Ethnography

“Ethnography” literally means “writing” (graphy) about the culture of a group of people in their particularity (ethno). The term became attached to the discipline of anthropology in the early 1900s, and refers both to a method for research and an outcome of research. The ethnographic method is characteristically empirical, interpersonal, predominantly qualitative, and holistic (e.g., Peña 1997; Burawoy 1982). Once closely aligned with anthropology, the term is now used to describe qualitative research in many disciplines. In general, it aims for in-depth description and analysis, “thick description,” in Clifford Geertz’s memorable phrase (1973). An ethnography (as outcome) offers an account of a way of life. The most inspiring ethnographies bring readers into the experience of life within a world of meaning, generating empathy as well as understanding, and raising questions as well as answering them. Questions of who we are as humans are given breadth and …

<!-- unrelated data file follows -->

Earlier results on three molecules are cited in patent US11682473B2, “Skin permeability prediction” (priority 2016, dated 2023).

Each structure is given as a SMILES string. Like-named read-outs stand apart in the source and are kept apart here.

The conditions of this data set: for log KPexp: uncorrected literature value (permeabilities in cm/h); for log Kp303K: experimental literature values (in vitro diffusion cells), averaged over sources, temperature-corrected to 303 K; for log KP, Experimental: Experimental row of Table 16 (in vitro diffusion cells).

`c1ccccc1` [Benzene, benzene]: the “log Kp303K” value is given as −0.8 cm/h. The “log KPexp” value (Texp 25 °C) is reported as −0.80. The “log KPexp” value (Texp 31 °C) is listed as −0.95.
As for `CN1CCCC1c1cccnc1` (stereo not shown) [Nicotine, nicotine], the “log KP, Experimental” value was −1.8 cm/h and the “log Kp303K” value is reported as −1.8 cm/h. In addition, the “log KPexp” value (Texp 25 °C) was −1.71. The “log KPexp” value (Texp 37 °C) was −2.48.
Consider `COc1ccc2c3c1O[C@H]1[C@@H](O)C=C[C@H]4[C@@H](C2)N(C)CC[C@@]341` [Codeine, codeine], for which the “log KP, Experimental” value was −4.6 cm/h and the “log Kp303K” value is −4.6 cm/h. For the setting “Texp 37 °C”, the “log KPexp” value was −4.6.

This essay may be found on page 110 of the printed volume.

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